What is the Disclosure and Barring Service?
The Disclosure and Barring Service (DBS) has three main statutory duties:
- to maintain a list of individuals barred from engaging in regulated activity with children and vulnerable adults;
- to make decisions as to whether an individual should be included on one or both barred lists; and
- to reach decisions as to whether to remove an individual from the barred list(s).
In what circumstances are the employers of school/college staff required to make referrals to the DBS?
There are two conditions which must be met to trigger a referral to the DBS. A referral must be made when the employer or some other ‘regulated activity’ provider using the worker’s services
Dismisses or ceases to engage the worker, or would have done so had the worker not resigned, retired or been made redundant;
- they think that the worker has:
- engaged in ‘relevant conduct’;
- satisfied the Harm Test; or
- received a caution or conviction for a ‘relevant offence’.
What is ‘regulated activity’?
Regulated activity is a term used to describe specific activities which involve working with children and vulnerable adults. It includes any form of work paid or voluntarily carried out for the purposes of a setting or establishment which involves contact with children or vulnerable adults on a frequent, intensive or overnight basis. Frequent means once a week or more and intensive means four days or more in a single month.
What is ‘relevant conduct’?
Relevant conduct is defined as:
- conduct which endangered a child and/or vulnerable adult or was likely to endanger a child and/or vulnerable adult;
- conduct which, if repeated against or in relation to a child and/or vulnerable adult, would endanger that child and/or vulnerable adult or would be likely to endanger him or her;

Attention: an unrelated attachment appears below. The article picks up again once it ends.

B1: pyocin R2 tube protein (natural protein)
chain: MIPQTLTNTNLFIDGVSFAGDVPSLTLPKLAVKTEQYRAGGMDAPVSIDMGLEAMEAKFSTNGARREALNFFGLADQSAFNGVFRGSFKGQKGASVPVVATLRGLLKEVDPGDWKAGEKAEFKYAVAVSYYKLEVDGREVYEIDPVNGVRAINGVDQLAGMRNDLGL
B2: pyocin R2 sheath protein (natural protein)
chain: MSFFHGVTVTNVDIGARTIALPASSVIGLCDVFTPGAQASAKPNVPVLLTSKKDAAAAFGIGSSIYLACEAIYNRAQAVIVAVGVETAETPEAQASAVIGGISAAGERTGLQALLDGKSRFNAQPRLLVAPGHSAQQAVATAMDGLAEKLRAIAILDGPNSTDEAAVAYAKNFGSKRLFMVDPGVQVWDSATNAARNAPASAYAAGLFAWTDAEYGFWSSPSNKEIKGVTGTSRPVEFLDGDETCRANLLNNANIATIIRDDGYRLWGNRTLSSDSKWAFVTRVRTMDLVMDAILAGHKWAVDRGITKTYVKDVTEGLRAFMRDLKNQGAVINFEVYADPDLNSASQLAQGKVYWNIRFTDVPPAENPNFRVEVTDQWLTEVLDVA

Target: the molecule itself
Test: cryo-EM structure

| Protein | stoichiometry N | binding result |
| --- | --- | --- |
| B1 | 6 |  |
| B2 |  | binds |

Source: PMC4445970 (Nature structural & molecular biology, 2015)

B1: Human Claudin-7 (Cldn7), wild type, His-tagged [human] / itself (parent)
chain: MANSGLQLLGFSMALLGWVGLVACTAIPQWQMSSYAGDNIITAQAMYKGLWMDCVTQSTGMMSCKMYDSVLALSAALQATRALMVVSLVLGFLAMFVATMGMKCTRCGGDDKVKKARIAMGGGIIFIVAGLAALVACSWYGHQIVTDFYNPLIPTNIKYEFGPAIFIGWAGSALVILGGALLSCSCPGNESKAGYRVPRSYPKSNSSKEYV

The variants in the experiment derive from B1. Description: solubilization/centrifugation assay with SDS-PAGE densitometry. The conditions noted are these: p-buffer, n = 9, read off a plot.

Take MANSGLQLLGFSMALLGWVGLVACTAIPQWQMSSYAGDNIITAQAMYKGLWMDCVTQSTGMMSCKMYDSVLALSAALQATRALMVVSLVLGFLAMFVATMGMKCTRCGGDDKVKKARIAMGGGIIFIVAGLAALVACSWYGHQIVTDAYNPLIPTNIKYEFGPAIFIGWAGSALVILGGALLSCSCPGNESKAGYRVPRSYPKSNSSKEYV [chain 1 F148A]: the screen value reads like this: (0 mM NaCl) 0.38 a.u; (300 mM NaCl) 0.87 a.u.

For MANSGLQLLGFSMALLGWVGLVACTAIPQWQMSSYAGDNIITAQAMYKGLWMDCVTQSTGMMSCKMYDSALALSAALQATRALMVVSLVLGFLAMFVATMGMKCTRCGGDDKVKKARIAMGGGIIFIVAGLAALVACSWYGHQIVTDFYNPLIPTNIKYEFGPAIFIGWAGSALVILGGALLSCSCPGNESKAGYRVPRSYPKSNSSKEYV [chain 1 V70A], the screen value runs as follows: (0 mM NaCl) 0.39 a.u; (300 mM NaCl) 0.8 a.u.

- conduct involving sexual material relating to children;
- conduct involving sexually explicit images depicting violence against human beings;
- conduct of a sexual nature involving a child.
What is ‘risk of harm’?
A risk of harm is said to be present when it appears that a worker may:
- harm a child and/or vulnerable adult;
- cause a child and/or vulnerable adult to be harmed;
- put a child and/or vulnerable adult at risk of harm;
- attempt to harm a child and/or vulnerable adult;
- incite another to harm a child and/or vulnerable adult.
What is a ‘relevant offence’?
A relevant offence is any criminal offence which will, or may, subject to representations, lead to a person being included in a DBS barred list. A list of ‘relevant offences’ is contained in various regulations, including the Safeguarding Vulnerable Groups Act 2006 (Prescribed Criteria and Miscellaneous Provisions) Regulations 2009 (as amended). The DBS has also produced a factsheet which lists all relevant offences. The factsheet may be found by visiting the DBS website at www.gov.uk/dbs.
What type of offences will amount to relevant offences?
A list of relevant offences is contained in the Safeguarding Vulnerable Groups Act 2006 (Prescribed Criteria and Miscellaneous Provisions) Regulations 2009 (as amended) and in other regulations too. The regulations contain offences including:
- abuse of position of trust: arranging or inciting a child to engage in sexual activity;
- meeting a child after sexual grooming;
- causing a child to watch a sexual act;
- engaging in sexual activity in the presence of a child;
- causing or inciting a child to engage in sexual activity;
- indecent photographs of children; take, permit or make, possess, distribute or publish an indecent photograph or pseudo photograph of a child;
- abduction of female under 18 with intent to carnally know her;
- act of gross indecency with or towards a child under the age of 16; and
- possession of indecent photographs of children.
Can a school, college or supply agency refer a worker they do not employ to the DBS?
Yes, they can. The DBS will consider all information referred to it from any source in relation to conduct causing concern.
Can a former employer refer a worker who has long since left its employ to the DBS?
Yes, it can if it believes the individual works in regulated activity at another setting.